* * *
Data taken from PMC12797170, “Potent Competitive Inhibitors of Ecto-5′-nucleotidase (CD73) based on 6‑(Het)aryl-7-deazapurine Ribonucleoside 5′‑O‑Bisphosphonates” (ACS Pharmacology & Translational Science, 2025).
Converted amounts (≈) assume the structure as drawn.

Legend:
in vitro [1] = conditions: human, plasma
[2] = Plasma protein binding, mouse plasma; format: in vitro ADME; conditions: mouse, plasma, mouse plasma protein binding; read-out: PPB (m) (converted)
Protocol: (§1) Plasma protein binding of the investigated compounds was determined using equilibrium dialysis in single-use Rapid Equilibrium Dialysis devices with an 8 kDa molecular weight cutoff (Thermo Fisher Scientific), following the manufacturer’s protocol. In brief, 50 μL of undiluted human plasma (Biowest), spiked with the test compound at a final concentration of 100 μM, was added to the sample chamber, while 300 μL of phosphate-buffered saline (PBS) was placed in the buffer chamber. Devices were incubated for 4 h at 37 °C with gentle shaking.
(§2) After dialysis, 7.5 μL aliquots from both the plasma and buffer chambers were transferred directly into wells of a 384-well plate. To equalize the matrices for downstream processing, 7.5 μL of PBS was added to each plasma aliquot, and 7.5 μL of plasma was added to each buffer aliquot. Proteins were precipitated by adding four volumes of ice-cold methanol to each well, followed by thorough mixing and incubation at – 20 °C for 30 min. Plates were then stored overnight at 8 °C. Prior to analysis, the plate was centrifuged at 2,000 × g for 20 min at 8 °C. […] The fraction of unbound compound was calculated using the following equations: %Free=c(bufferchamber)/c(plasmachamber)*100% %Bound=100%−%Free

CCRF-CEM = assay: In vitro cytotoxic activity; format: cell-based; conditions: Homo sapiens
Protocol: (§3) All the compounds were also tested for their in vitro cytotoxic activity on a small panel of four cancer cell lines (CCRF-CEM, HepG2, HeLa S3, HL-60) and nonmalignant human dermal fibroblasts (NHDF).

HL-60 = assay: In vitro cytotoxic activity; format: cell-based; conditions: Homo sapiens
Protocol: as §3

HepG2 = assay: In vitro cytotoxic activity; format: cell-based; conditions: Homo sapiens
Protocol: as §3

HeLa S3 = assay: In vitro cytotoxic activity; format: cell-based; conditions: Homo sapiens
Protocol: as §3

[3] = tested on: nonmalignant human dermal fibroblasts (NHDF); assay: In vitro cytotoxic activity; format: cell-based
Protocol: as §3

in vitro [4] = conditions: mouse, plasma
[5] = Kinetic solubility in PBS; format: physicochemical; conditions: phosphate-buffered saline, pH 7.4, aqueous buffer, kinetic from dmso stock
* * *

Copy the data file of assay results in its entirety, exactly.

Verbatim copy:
Data taken from PMC12797170, “Potent Competitive Inhibitors of Ecto-5′-nucleotidase (CD73) based on 6‑(Het)aryl-7-deazapurine Ribonucleoside 5′‑O‑Bisphosphonates” (ACS Pharmacology & Translational Science, 2025).
Converted amounts (≈) assume the structure as drawn.

Legend:
in vitro [1] = conditions: human, plasma
[2] = Plasma protein binding, mouse plasma; format: in vitro ADME; conditions: mouse, plasma, mouse plasma protein binding; read-out: PPB (m) (converted)
Protocol: (§1) Plasma protein binding of the investigated compounds was determined using equilibrium dialysis in single-use Rapid Equilibrium Dialysis devices with an 8 kDa molecular weight cutoff (Thermo Fisher Scientific), following the manufacturer’s protocol. In brief, 50 μL of undiluted human plasma (Biowest), spiked with the test compound at a final concentration of 100 μM, was added to the sample chamber, while 300 μL of phosphate-buffered saline (PBS) was placed in the buffer chamber. Devices were incubated for 4 h at 37 °C with gentle shaking.
(§2) After dialysis, 7.5 μL aliquots from both the plasma and buffer chambers were transferred directly into wells of a 384-well plate. To equalize the matrices for downstream processing, 7.5 μL of PBS was added to each plasma aliquot, and 7.5 μL of plasma was added to each buffer aliquot. Proteins were precipitated by adding four volumes of ice-cold methanol to each well, followed by thorough mixing and incubation at – 20 °C for 30 min. Plates were then stored overnight at 8 °C. Prior to analysis, the plate was centrifuged at 2,000 × g for 20 min at 8 °C. […] The fraction of unbound compound was calculated using the following equations: %Free=c(bufferchamber)/c(plasmachamber)*100% %Bound=100%−%Free

CCRF-CEM = assay: In vitro cytotoxic activity; format: cell-based; conditions: Homo sapiens
Protocol: (§3) All the compounds were also tested for their in vitro cytotoxic activity on a small panel of four cancer cell lines (CCRF-CEM, HepG2, HeLa S3, HL-60) and nonmalignant human dermal fibroblasts (NHDF).

HL-60 = assay: In vitro cytotoxic activity; format: cell-based; conditions: Homo sapiens
Protocol: as §3

HepG2 = assay: In vitro cytotoxic activity; format: cell-based; conditions: Homo sapiens
Protocol: as §3

HeLa S3 = assay: In vitro cytotoxic activity; format: cell-based; conditions: Homo sapiens
Protocol: as §3

[3] = tested on: nonmalignant human dermal fibroblasts (NHDF); assay: In vitro cytotoxic activity; format: cell-based
Protocol: as §3

in vitro [4] = conditions: mouse, plasma
[5] = Kinetic solubility in PBS; format: physicochemical; conditions: phosphate-buffered saline, pH 7.4, aqueous buffer, kinetic from dmso stock